Enter Chikujouin Magane and Mizushino Souta, with the last weapon against Altair, one that, if it’s ineffective like the previous ones, will result in them resigning themselves to the fact the world really will end.

A lie about a lie (in this case, the impossibility of beating Altair) turns inside out, transporting Altair and the others to the day Setsuna took her life, just as she is approaching the train platform from which she intends to jump.

This development, prepared mostly in the background by Magane and Souta, totally flips the script, as it messes with cause, effect, and reality in ways nothing else in their arsenal had been able to touch.

Will Altair find a way around this as well, her rage further fueled by her foes’ readiness to drag her dead creator ‘out of her grave’? Are hours numbered? Or will she stand down on her own, without having to be destroyed?

Kuromukuro – 24

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Muetta officially joins the good guys, fighting against her former allies, a contrite Graham reinstates Sophie, and Ken offers the crummiest marriage proposal Yukina could ask for—it’s a busy episode of Kuromukuro this week, in contrast to the previous episode’s leisureliness, and that’s before the giant battle to retake Kurobe Lab and deactivate the Pivot Stone.

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There are no cliffhangers for this counterattack: it’s presented in its entirety this week, ending in a near-total victory for the good guys, which is surprising, almost to the point of implausibility. Kuromukuro, the surviving GAUS 1, Zell, Liddy, and his Glider, and Muetta’s Medusa seem an awfully raggity force to take down Mirasa, Yoruba, Imusa, and Refill, but they get it done in mostly convincing fashion thanks to two things the Efidolg don’t seem have: teamwork and a sense of their own mortality.

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It’s teamwork that splits the Efidolg forces, teamwork that keeps them off balance, and teamwork that brings their glonguls down one by one. It’s another exciting battle that really pops thanks to the now-wintry backdrop of the Lab’s environs, and the clashing personalities, like Muetta and Mirasa, pop even more.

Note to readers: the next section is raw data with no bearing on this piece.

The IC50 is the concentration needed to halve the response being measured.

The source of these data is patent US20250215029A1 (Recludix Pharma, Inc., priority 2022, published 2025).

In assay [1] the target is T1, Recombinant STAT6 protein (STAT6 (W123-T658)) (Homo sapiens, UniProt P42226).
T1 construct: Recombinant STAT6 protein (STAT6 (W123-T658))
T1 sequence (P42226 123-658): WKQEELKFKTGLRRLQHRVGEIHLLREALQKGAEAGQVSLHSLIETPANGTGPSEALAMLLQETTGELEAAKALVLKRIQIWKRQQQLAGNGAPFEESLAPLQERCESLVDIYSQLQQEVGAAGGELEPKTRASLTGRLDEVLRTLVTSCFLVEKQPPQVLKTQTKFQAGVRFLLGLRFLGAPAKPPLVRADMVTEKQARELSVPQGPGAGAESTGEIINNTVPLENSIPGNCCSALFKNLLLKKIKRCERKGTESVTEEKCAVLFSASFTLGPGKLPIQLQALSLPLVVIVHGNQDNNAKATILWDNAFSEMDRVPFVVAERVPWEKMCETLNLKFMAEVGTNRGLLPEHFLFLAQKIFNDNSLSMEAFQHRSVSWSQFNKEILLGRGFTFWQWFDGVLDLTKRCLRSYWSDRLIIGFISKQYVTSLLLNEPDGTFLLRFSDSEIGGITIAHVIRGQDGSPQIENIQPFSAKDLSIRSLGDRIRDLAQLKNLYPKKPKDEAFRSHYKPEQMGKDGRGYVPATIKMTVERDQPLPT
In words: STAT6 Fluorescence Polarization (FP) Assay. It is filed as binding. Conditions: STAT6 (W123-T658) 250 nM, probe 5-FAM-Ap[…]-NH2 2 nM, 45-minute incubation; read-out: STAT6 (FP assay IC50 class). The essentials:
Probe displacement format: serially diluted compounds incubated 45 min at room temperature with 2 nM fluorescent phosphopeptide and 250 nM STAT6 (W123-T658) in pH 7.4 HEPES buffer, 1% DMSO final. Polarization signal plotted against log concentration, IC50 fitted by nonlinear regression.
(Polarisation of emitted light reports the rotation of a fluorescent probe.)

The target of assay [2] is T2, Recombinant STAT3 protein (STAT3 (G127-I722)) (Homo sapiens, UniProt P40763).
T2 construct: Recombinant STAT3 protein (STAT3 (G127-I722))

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As for Sebastian surviving, well, I’ll just say I would have preferred if he’d stayed dead. I have nothing against the guy, but his heroic death put much-needed weight and a human face on the capture of Kurobe. Heck, he’s the only character of note among the good guys who actually died in the first place. Others were brainwashed, but they seem to be okay as well, provided the implants can be extracted.

 

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Once Yoruba and Mirasa are killed (at least I think they’re killed), Imusa’s glongur combines with his commander Refills to make One Huge Super Mecha that starts tearing everyone up with its four flexible blade-tentacle thingys. This battle had the progression of an RPG, with the good guys having to defeat foot soldier-level foes, moving up to the elites, and finally the big bad boss with multiple points of attack.

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At this stage of the battle, everyone is wondering how much longer they can hold out, until Yukina takes it upon herself to direct the action, calling for a simultaneous attack on each of the four blades while she and Ken blast through their swipes. Ken gets to yell a lot, but this time Yukina gets to as well, seeming to connect with the Kuromukuro in a new way in the process.

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Completing the team effort, and escaping Refill gets stabbed in the back by Zell, who unmasks him to reveal…one of this own kind; at least a brainwashed clone of one. While under Zell’s own brainwashing microbot, Refill warns that if the Pivot Stone remains inactive, another, larger Efidolg fleet will be sent to Earth, a journey that will take 224 years but will happen.

That may sound like a long time, perhaps even enough time for Earth to reverse engineer enough Efidolg tech to build a defense. But it’s also just over half the time that’s passed since the Washiba Clan were wiped out. So while this particular crew of bad guys has been knocked out and the immediate danger would seem to have passed, there’s still much to be done to protect Earth for the long run.